Part of the Lily family of flowers, the American Lotus flowering plant has been on the endangered species list. The bright yellow blossom can reach a foot wide and the inner receptacle is a darker yellow. These flowers grow in the shallow waters of marshes and wetlands and have leaves that are similar to that of a lily pad. Interestingly, the petals of the flower actually repel water. They are rare in Michigan, but they end up spreading vastly in the few areas that do have them.

It is no surprise that the Yellow Lotus is thriving on Kent Lake in Kensington Metropark. The same area ends itself well to the waterfowl. Egrets, herons, sandhill cranes, and other birds already call this park in Milford, MI their home. They too enjoy the shallow march environments. In fact, they are an invasive species, in fact, and that is evident when you take a boat ride through Kent Lake to see the large area filled with these colorful floating flowers. They have been known to take over shallow waterways, preventing fishing and even making it difficult for boats to pass through.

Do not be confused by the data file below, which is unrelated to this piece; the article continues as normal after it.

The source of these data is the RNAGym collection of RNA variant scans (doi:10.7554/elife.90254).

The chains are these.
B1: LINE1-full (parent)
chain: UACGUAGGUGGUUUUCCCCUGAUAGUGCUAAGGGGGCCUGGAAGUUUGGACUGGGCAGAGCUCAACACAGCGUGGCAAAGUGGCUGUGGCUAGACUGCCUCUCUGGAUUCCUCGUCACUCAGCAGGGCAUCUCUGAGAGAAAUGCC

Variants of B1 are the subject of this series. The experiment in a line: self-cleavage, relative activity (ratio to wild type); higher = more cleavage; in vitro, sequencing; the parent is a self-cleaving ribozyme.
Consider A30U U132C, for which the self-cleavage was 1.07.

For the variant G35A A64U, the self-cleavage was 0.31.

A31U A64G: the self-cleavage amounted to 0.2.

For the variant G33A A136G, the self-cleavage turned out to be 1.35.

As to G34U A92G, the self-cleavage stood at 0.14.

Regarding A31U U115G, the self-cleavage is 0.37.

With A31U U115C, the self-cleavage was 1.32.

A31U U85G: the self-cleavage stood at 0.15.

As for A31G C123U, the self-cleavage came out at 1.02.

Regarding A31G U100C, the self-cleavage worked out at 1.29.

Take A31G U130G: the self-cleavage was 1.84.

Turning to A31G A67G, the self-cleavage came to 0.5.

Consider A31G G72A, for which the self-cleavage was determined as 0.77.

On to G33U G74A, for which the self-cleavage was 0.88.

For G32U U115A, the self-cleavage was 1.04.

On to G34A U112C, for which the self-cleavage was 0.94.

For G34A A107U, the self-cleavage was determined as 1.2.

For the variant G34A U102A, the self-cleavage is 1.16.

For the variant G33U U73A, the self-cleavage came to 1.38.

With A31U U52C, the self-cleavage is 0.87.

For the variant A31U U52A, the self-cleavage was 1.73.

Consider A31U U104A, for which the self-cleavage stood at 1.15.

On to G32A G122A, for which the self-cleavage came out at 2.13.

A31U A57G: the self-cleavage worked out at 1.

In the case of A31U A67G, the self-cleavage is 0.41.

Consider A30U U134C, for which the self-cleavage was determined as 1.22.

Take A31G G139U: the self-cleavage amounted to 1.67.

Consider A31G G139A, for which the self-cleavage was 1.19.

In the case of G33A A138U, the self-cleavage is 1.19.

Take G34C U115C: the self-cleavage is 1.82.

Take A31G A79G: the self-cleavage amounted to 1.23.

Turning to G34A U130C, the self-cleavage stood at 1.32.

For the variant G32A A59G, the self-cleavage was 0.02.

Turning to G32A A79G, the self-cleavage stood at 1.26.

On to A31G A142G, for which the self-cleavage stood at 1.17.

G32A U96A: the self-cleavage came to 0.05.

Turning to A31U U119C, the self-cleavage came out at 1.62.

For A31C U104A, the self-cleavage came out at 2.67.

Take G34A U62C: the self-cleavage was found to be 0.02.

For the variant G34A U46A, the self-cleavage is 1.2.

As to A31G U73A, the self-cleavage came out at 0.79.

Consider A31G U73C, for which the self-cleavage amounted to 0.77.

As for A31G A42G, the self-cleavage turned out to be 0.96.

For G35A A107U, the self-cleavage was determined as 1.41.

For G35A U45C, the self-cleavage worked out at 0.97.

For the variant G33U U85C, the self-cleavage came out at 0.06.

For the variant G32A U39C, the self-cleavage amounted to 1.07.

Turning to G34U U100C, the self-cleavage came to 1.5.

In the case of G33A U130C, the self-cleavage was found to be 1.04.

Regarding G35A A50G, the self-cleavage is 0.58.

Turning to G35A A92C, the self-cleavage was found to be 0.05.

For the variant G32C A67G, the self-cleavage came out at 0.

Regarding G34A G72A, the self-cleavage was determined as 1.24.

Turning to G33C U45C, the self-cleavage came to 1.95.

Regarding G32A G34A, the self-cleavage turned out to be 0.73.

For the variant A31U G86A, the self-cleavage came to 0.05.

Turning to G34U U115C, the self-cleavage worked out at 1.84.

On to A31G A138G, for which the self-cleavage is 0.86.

The American Lotus is an edible plant. Natives used to cook the leaves and the seeds can either be eaten raw when they are young or they can be dried out and popped in the microwave, like popcorn. However, they are considered endangered and are, therefore, illegal to pick. It is the only aquatic wildflower in MI that is protected.  They tend to make their appearance and disappear over the years because the birds eat the seeds though. Also, as the season comes to end, the flower dies off, the stalk winds down into the base to form a bulb, and that attracts other animal life, like beavers, musrkrat, and deer.